Dermatology in practice - 2008


Comment: Sign of the times?
Neil H Cox
pp 3-3
Although most of my back catalogue of amusing curios is drawn from newspapers and Department of Health documents, signposts often yield their own inspiration (hence the snappy title). My own place of work, or at least the private finance company that owns it, has been cited in the national press recently for its wonderful sign in the car park that read ‘Car Parking for White Circular Permit Holders Only’. The potential racist (non-white) and shapist (non-circular) implications were acknowledged and a new, more grammatically correct, sign has been created – though not before it had been noted as DIP editorial material.
Dermatology behind bars
Rod Tucker
pp 4-6
There is an old joke among prisoners about how paracetamol cures all ills, from a headache to a broken leg. The joke reflects the feelings expressed by many prisoners about the way that they are medically treated once ‘inside’. This article describes some general issues surrouding healthcare and dermatology in prisons, with a personal account of setting up and running a pharmacist-led dermatology clinic in an all-male prison at HMP Moorland in Doncaster.
Assessing the long-term safety of biologics for psoriasis
Anthony Ormerod and Kathleen McElhone
pp 8-11
Biologic therapies are a relatively new treatment option for patients with psoriasis. However, their long-term safety has not been assessed yet. The British Association of Dermatologists (BAD) has set up a register – the British Association of Dermatologists’ Biologics Intervention Register (BADBIR) – to investigate the long-term outcome of psoriasis patients treated with biologic agents, and thus better assess the risks associated with such treatments. This article explains how this new register works and why it was established.
A practical approach to using 5-fluorouracil cream
Neill Hepburn
pp 12-13
In the early 1960s, 5-fluorouracil was developed as an anticancer drug. It is a thymine analogue antimetabolite, which is incorporated into ribonucleic acid (RNA) and inhibits DNA synthesis, ultimately leading to cell death. A patient who was receiving systemic treatment was observed to develop inflammation and then clearing of his actinic keratosis. A cream formulation was subsequently found to be effective in clearing actinic keratoses. Since then, it has also been used to treat Bowen’s disease, superficial basal cell carcinomas, keratoacanthomas and viral warts. It is available in the UK as a 5% cream (Efudix®, Valeant Pharmaceuticals Ltd, UK).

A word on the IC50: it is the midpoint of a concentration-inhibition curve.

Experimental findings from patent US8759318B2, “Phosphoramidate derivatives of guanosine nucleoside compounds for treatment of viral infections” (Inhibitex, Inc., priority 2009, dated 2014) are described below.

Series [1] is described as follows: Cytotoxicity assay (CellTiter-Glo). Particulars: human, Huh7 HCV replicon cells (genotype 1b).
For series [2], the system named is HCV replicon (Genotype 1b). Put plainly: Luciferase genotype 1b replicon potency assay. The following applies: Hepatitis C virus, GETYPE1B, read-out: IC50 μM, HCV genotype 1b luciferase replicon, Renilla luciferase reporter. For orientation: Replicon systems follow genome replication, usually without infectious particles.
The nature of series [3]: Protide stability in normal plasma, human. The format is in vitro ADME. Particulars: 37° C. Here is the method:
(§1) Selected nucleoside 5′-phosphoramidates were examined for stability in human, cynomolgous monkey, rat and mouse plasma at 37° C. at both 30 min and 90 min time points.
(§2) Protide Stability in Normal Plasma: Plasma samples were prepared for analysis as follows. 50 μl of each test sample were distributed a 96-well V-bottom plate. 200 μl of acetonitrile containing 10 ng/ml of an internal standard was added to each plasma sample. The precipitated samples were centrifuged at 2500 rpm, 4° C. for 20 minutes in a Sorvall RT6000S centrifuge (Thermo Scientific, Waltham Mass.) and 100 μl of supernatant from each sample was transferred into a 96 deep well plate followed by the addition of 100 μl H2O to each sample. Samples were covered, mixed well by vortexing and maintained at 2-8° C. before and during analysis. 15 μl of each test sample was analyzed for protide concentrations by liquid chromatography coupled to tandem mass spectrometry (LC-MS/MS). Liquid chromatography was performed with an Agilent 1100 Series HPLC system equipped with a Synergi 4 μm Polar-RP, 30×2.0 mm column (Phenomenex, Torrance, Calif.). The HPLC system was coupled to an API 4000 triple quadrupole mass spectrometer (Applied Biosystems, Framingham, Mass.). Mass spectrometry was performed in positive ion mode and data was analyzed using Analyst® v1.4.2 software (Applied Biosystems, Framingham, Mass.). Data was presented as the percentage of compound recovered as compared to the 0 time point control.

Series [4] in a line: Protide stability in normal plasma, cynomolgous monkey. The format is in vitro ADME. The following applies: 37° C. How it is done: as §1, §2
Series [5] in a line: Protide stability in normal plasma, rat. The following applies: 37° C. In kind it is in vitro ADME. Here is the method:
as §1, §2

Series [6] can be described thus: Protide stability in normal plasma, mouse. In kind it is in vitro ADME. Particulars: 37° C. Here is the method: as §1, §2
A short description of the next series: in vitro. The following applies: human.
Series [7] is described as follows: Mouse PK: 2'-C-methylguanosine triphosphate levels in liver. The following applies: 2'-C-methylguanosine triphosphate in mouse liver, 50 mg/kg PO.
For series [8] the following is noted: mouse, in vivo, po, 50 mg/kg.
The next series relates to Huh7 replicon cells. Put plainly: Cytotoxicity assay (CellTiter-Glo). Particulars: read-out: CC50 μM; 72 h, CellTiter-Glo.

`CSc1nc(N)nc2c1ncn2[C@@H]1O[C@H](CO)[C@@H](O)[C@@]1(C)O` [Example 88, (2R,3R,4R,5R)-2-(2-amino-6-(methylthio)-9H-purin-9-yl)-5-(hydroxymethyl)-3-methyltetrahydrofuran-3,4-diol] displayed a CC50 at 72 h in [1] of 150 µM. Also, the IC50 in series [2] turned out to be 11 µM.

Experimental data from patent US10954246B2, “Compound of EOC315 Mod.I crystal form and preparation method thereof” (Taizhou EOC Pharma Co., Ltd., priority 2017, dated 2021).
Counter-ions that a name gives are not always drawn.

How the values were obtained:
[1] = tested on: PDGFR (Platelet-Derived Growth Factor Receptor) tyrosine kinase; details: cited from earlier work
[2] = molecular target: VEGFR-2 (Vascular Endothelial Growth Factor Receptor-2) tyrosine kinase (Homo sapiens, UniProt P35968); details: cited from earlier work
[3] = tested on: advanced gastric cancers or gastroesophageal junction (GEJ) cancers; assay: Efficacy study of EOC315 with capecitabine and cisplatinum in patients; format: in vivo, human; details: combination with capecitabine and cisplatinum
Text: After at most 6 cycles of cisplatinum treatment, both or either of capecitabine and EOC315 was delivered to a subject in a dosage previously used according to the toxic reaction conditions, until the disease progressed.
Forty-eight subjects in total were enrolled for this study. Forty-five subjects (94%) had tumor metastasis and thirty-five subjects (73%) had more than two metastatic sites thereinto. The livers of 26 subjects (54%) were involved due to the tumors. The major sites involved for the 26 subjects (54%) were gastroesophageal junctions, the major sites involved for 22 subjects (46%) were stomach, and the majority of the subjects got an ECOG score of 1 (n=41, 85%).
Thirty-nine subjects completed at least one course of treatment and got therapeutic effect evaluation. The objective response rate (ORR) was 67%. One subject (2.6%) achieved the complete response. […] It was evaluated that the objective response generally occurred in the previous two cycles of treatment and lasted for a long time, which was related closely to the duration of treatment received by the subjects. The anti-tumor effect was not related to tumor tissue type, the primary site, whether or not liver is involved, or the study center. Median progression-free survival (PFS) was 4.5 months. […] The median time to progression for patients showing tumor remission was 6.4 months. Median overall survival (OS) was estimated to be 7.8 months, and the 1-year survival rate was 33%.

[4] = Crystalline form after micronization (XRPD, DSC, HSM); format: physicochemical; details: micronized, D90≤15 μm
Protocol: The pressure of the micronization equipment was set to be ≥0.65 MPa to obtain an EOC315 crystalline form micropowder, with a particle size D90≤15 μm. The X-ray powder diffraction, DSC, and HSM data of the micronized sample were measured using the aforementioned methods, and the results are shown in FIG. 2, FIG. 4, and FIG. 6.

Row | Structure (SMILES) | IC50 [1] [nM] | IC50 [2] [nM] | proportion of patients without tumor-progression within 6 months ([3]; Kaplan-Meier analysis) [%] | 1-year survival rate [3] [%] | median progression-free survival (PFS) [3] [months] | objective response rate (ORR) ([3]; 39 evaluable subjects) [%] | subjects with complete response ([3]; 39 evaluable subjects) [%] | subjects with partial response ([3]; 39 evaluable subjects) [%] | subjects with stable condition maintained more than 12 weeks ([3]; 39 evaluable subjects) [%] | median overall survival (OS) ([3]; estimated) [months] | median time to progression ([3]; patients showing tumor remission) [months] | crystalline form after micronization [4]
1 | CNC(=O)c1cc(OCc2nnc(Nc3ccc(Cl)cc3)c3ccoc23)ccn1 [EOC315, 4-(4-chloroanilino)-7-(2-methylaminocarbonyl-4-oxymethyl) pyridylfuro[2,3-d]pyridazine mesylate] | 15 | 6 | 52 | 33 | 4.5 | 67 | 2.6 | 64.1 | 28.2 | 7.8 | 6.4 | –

Serum autoantibodies and connective tissue disorders
Andrew Sherley-Dale
pp 14-18
Understanding the results of serum autoantibody tests for the diagnosis of connective tissue disorders (CTDs) can present challenges. This article highlights the utility and limitations of some of the commonly available tests. Antinuclear antibodies (ANAs) were first reported in 1957 and extractable nuclear antigens (ENAs) in 1959. Despite decades of research, it is still not entirely clear why such antibodies arise, nor have the roles of their target antigens been fully elucidated.
What’s new in vitiligo?
W Stewart Douglas and Maxine E Whitton
pp 19-22
Vitiligo is an acquired inflammatory disorder, with underlying genetic susceptibility, resulting in death or loss of function of skin melanocytes and a consequent disappearance of the principal brown pigment of the skin, melanin. It is the most common hypopigmenting disease, affecting ~1% of the population worldwide – with considerable geographical and racial variation. Prevalence tends to be highest in dark-skinned populations, where depigmentation is most visible and carries most stigma. In pale-skinned populations, vitiligo could well be underestimated, as it may only become apparent when unaffected skin becomes tanned.
A guide to annular eruptions
Lynsey C Smith, Neil H Cox and Goutam Dawn
pp 24-27
Many skin disorders produce lesions with particular shapes or patterns. The term ‘annular’ describes lesions that appear as open circles or in a ring-like configuration. They are seen in many dermatoses and may lead to a certain diagnosis or to a specific differential diagnosis. Diagnostically, it is important to qualify the description of annular lesions, particularly with regard to their evolution and to the presence of scaling. It should be noted, however, that recent topical applications may conceal scaling.
How to improve quality of life in patients with psoriasis
Richard Parslew
pp 28-30
Around 1.2 million people in the UK suffer from psoriasis. All the clinical variants of psoriasis can undermine the health-related quality of life (HRQoL) of patients at any age. But their impact on HRQoL and the psychological burden are often under-appreciated by clinicians in primary and secondary care. A cure for psoriasis remains elusive. However, prescribing appropriate topical treatments and judiciously referring patients to secondary care can improve the quality of life of this large patient group.
Monk's moments: Donor organs: the gift of life
Barry Monk
pp 31-31
I recently saw a 69-year-old man in my clinic, referred to me with a suspected skin cancer. Taking a history, I asked him what his occupation had been. He was rather affronted, and told me that he was still working full time, installing TV aerials; I looked at him again, and realised, to my slight embarrassment, that a few months previously he had been clambering over the roof of my house fixing my satellite dish. As I proceeded with his history, I discovered that, about nine years earlier, he had been the recipient of a heart transplant.